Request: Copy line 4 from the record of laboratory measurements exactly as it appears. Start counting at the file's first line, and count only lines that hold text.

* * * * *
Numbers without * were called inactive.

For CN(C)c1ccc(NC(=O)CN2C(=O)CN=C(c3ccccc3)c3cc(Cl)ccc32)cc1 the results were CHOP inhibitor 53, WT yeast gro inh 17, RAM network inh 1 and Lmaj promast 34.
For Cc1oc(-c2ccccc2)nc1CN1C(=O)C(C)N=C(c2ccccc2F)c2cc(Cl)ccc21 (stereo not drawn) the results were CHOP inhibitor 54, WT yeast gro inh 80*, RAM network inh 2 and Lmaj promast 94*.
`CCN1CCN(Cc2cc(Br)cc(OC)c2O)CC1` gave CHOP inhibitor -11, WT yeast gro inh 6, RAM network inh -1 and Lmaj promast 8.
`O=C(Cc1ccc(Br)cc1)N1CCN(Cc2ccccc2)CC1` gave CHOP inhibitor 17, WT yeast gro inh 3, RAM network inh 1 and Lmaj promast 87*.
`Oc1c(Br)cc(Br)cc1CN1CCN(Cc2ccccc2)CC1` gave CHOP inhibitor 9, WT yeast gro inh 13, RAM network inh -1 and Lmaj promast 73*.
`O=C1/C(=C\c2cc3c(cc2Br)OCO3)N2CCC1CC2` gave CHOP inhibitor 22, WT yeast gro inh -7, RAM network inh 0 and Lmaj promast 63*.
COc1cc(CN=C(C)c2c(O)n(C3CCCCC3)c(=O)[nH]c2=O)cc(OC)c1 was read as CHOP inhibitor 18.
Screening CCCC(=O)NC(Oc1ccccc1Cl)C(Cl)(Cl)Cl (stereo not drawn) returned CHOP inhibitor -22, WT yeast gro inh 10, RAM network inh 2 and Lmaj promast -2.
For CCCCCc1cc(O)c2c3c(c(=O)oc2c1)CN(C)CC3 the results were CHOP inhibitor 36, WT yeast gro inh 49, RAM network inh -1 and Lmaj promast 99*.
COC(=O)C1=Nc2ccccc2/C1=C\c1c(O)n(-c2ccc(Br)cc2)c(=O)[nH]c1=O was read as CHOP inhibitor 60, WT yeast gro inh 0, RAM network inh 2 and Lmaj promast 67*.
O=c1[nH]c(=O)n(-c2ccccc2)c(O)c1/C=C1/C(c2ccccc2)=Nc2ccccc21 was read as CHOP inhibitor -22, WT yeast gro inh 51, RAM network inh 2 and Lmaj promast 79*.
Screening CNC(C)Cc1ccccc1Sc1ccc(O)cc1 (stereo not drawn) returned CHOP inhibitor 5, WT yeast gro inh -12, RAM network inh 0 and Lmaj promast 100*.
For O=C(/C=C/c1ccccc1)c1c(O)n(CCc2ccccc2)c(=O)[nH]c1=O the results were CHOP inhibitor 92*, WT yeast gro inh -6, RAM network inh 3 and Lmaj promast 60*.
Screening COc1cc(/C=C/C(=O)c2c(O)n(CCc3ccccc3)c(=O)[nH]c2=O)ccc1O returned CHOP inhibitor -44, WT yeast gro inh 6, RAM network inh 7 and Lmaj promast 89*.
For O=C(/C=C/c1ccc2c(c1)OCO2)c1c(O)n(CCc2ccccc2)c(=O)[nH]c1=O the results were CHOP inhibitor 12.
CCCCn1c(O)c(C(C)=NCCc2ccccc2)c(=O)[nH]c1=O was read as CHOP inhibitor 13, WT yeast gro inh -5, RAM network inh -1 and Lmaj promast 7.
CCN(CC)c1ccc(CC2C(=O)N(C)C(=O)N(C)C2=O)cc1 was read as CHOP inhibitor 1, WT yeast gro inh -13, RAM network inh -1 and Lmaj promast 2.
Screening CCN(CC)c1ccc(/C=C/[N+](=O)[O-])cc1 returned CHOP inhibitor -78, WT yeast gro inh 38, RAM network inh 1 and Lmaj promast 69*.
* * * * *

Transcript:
`CCN1CCN(Cc2cc(Br)cc(OC)c2O)CC1` gave CHOP inhibitor -11, WT yeast gro inh 6, RAM network inh -1 and Lmaj promast 8.